Subject Re: [firebird-support] Re: Rolling back from 2.5 to 2.0
Author Helen Borrie
At 11:07 a.m. 9/01/2013, Alexandre Benson Smith wrote:

> > Could it be the ODS upgrade ?

At 11:19 a.m. 9/01/2013, halaekinree wrote:

>Good thought, but the database structure is still the same - the only thing that changed is the server version.
>Thanks for the suggestion though!

You missed the point of Alexandre's question. The on-disk structure (ODS) of a database is upgraded when you restore under a newer server a database with an older ODS than what the newer server creates. The actual *data structures* of the user data are not changed by this, although the structures of the metadata usually are. That's why databases are not backward-compatible and one strong reason not to commit a production database to such a change without thorough lab work.

The API (application programming interface, the layer that applications use to communicate with databases through the server) is also likely to undergo changes in a major version upgrade. This will affect how user applications access data, in ways that would be hard to guess without some meaningful symptoms. For that reason, performing a major server upgrade is a bad idea unless you are in control of what the application can do to work with the API changes.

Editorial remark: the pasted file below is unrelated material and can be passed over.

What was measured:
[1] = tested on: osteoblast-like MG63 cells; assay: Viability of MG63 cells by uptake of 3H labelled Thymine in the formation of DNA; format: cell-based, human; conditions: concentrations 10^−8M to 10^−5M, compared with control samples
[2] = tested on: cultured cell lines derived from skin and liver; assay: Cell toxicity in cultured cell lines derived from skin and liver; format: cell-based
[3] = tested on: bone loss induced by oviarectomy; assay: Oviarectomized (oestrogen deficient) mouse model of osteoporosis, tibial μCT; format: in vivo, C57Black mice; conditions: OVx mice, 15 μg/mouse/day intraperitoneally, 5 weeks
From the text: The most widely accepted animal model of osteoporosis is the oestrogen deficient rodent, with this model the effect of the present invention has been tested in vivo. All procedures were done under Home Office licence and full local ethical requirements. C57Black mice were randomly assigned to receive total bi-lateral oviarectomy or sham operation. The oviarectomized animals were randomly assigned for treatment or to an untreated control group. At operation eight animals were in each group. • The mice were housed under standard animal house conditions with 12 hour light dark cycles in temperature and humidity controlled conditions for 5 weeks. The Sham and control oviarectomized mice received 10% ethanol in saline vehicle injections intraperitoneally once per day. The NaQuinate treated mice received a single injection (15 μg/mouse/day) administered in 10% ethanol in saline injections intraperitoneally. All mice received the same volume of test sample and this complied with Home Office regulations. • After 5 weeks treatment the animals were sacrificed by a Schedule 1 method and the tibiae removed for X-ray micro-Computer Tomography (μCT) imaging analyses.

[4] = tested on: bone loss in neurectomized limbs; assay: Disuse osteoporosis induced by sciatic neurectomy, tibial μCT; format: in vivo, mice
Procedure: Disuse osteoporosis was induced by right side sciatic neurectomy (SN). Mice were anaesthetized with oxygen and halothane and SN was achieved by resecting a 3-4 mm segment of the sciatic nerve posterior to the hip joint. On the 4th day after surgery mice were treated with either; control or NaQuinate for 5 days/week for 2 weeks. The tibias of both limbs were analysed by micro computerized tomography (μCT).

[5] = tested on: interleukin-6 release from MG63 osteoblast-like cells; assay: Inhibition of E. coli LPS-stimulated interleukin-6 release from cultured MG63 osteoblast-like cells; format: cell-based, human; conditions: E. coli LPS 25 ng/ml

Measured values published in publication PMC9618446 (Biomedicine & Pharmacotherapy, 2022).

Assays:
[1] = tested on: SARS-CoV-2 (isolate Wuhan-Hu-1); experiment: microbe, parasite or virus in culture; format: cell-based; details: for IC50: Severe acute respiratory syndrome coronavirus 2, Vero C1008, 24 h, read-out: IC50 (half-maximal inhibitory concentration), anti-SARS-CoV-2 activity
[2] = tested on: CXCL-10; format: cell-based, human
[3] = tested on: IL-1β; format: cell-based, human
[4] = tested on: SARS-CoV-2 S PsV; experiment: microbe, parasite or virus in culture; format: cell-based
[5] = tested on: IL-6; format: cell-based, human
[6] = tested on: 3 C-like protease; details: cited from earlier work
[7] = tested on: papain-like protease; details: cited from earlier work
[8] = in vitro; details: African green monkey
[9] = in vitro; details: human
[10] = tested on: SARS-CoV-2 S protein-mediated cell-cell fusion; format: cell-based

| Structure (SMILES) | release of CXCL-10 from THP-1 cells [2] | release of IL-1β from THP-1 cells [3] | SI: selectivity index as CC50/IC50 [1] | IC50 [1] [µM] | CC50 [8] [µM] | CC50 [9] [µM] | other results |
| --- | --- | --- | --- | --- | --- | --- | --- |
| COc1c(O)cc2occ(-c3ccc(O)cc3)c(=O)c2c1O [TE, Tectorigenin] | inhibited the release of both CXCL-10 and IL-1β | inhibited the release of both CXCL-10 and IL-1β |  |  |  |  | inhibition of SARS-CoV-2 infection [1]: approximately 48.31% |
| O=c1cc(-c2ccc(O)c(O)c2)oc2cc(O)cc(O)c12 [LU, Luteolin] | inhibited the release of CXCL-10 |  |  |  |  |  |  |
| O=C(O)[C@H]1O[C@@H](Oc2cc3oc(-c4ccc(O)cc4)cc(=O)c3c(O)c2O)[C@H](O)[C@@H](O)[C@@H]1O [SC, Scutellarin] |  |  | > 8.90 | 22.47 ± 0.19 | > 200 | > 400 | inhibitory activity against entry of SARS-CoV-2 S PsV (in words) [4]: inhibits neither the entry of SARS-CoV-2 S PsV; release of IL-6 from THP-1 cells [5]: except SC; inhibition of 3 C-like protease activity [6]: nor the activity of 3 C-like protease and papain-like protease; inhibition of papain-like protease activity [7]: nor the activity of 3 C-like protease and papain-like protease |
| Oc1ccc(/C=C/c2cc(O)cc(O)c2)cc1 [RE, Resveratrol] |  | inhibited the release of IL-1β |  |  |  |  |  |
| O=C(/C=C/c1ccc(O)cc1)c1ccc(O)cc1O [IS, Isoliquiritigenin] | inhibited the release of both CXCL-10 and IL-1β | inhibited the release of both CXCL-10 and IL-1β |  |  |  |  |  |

You might be getting permission/privilege problems, if you lost the security database in the process of installing the new version. That problem is relatively easy to fix if you still have the security database (security2.fdb) that shipped with your application package.

You haven't given enough information for anyone to tell whether your troubles are coming from ODS changes, API changes, or both. There are expert's techniques that can sometimes work to "downgrade" a database to an older ODS. If you have gotten yourself in the position of having wrecked a production database without any backups you can restore and revert to, you would be best advised to get professional help. Whatever you do, hang on to any backups and take a file copy of the database in its current state.

Alternatively, the vendor of your application software may have tools to deal with this kind of mess. It's worth trying.